Each plot shows the positional scatter of 6.5 hours of data taken at one of the Continuously Operating Reference Stations (CORS) operated by the U.S. Coast Guard at Hartsville, Tenn. The plots show that S/A causes 95 percent of the points to fall within a radius of 48.3 yards. Without S/A, 95 percent of the points fall within a radius of 4.5 yards. GPS data were dual-frequency pseudorange (both L1 and L2) incorporating ionospheric correction. Data were processed using the broadcast orbit parameters in the World Geodetic System WGS 84 (G873) reference system.
More than 4 million GPS users worldwide now have access to a military-quality signal as of May 1, 2000, when President Clinton called for the end of Selective Availability (S/A) to the public. Many view the decision to be the beginning of GPS modernization. Steven W. Berglund, president and CEO of Trimble Navigation Limited (Sunnyvale, Calif), said, “The decision to turn off S/A is a milestone in GPS history and it underscores the importance of the technology as a global information utility.”

The decision has caused concern among some surveyors, however. A visitor to the rpls.com bulletin board wrote, “There will be a greatly increased occurrence of abuse by lay persons trying to survey and map with their recreational GPS equipment. It will enhance the ability to use inexpensive GPS for survey recon, corner monument search and recovery.”

Other surveyors voiced concern that there will no longer be a need for differential GPS (DGPS). These fears are unfounded according to the U.S. Department of Commerce, which says that “Even with S/A turned off, GPS alone will not meet all users needs. For users with higher accuracy, availability and integrity requirements—such as surveyors—GPS will still need to be augmented locally with high-fidelity error correction systems based on differential GPS (DGPS) technology.”

Experts from Magellan Corporation (Santa Clara, Calif.) say that “precision-minded DGPS users who rely on transmissions of correction data, such as those broadcast by the U.S. Coast Guard’s reference stations, would normally need correction signals every three to five seconds to obtain a high level of accuracy. Now, the same users will need significantly fewer transfers of data to maintain the same level of accuracy. Any GPS user requiring better than 10 m accuracy should continue to use DGPS corrections to remove the longer term errors in the system such as orbit and satellite clock errors, atmospherics, multipath and receiver noise.”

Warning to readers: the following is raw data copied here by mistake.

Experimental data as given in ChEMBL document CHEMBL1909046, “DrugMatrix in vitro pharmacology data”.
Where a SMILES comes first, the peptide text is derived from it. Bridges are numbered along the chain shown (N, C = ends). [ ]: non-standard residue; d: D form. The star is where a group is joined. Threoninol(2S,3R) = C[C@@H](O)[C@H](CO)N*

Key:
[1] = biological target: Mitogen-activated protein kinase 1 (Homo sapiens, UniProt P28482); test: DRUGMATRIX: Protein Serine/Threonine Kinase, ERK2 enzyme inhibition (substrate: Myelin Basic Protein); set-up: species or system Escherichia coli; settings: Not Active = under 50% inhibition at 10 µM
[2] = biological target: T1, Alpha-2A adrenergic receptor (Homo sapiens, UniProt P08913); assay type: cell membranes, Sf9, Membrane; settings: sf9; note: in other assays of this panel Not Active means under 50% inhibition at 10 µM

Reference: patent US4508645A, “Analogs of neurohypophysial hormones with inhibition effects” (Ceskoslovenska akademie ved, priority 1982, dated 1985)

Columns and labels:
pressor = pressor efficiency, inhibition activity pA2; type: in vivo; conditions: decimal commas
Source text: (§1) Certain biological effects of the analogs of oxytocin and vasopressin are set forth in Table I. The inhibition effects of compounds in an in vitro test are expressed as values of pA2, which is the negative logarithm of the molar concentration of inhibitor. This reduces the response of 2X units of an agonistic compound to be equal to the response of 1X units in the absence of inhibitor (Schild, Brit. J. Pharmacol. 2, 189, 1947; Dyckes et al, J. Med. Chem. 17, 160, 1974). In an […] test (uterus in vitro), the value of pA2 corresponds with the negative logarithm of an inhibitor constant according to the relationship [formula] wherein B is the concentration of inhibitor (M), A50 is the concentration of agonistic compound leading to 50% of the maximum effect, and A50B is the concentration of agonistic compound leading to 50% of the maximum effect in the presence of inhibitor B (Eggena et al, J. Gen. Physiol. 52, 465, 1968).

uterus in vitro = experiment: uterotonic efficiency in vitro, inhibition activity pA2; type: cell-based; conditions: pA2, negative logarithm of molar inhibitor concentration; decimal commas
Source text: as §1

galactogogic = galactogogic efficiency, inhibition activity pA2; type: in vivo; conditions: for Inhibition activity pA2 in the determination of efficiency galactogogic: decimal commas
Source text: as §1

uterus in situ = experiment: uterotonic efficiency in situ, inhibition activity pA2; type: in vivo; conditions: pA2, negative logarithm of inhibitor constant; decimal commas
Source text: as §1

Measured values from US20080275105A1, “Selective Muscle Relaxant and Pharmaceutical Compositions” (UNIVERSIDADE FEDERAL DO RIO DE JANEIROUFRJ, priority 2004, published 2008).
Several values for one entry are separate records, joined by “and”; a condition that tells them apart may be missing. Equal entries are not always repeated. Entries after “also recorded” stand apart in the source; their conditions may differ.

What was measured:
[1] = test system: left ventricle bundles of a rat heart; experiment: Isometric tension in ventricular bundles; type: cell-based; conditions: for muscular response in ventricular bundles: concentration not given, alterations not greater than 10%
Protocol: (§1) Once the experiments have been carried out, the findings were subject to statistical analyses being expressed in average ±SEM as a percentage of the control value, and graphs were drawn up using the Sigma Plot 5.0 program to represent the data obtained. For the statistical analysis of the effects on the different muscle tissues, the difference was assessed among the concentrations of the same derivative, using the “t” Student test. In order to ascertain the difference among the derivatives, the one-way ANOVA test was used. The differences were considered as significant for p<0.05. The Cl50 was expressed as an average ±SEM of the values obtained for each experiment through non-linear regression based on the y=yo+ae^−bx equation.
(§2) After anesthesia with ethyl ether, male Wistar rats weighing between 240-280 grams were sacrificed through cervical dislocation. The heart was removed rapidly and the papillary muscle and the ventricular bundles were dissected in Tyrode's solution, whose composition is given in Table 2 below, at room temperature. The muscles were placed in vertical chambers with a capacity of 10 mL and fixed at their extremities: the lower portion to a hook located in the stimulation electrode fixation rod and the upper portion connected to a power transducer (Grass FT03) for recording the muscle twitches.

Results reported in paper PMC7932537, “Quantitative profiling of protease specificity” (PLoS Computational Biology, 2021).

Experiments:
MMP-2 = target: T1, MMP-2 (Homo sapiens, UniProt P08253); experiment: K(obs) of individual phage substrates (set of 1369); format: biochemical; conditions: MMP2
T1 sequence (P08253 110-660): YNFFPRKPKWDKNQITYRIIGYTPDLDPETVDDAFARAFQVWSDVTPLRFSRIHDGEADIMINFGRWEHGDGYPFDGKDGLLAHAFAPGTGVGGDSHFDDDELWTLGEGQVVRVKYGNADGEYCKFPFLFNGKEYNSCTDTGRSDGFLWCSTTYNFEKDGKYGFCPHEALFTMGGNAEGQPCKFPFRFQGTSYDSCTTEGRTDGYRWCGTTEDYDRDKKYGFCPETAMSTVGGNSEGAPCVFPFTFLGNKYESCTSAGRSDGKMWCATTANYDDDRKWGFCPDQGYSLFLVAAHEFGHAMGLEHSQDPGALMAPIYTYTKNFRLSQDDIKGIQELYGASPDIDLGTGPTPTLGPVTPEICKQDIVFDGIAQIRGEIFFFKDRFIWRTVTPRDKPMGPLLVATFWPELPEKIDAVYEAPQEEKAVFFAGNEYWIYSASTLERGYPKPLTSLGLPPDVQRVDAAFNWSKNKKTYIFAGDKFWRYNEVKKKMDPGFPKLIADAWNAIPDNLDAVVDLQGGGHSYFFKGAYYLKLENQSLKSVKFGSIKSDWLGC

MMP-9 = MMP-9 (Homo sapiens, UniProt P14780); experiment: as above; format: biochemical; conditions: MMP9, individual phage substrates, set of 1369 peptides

The change does not require users to purchase new GPS receivers, but manufacturers of GPS devices will benefit from the new signal. John Huyett, president and CEO of Magellan Corporation, said, “This change immediately makes GPS more accurate and reliable, and thus more valuable to our GPS customers.” Jonathan Ladd, Magellan’s senior vice president of worldwide commercial technology, said the decision to end selective availability adds fidelity to the GPS system without costing more. “Prior to this decision, taxpayers were paying for decreased accuracy. Now, they’re getting more accuracy at no additional cost,” Ladd said.

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Selective Availability has been used by the Defense Department to maintain a military advantage by preventing enemies from using GPS against the United States. U.S. industry has long urged the government to provide a military-quality signal to civilian users, but the Pentagon opposed the move on national-security grounds. The Presidential Decision Directive (PDD) fact sheet issued on March 29, 1996, stipulated that the use of S/A would be discontinued no later than 2006. The decision was made sooner, however, after recommendations from the Secretary of Defense, the Departments of State, Transportation and Commerce, the Director of Central Intelligence, and other departments and agencies. In recent years, civil and commercial use of GPS has boomed, leading to a demand for more accurate signals, and the Commerce Department estimates the commercial GPS market will reach $16 billion in U.S. sales this year, possibly doubling in the next three years.

In a White House statement, the President said, “The decision to discontinue S/A is the latest measure in an ongoing effort to make GPS more responsive to civil and commercial users worldwide This increase in accuracy will allow new GPS applications to emerge and continue to enhance the lives of people around the world.”

Specifically, the new availability will improve the accuracy of the GPS signal tenfold, from 100 meters to about 10 meters. This will improve the accuracy of car navigation, enhanced 911 emergency systems and location devices for hiking, camping and other recreational use. Satellite navigation can be used to track a missing person to an area about the size of a tennis court vs. the previous football field-sized area. The new measure will probably mean lower costs for higher levels of accuracy in the near future. The improved signal, which provides time as well as location coordinates, should also allow faster and cheaper data transmission.

Larry Hothem of the U.S. Geodetic Survey said the shut off will make things work better for civilians, but have little effect on military applications that already bypass S/A. “The removal of S/A will improve the unclassified positioning and time precision of GPS by an order of magnitude and provide civilians with improved access to our master clock. The improved positioning stemming from the improved timing will be important to commercial navigation and the Departments of Transportation and Commerce.”

The government hopes to provide more accuracy for GPS users with the addition of another two civilian signals in 2003 and 2005.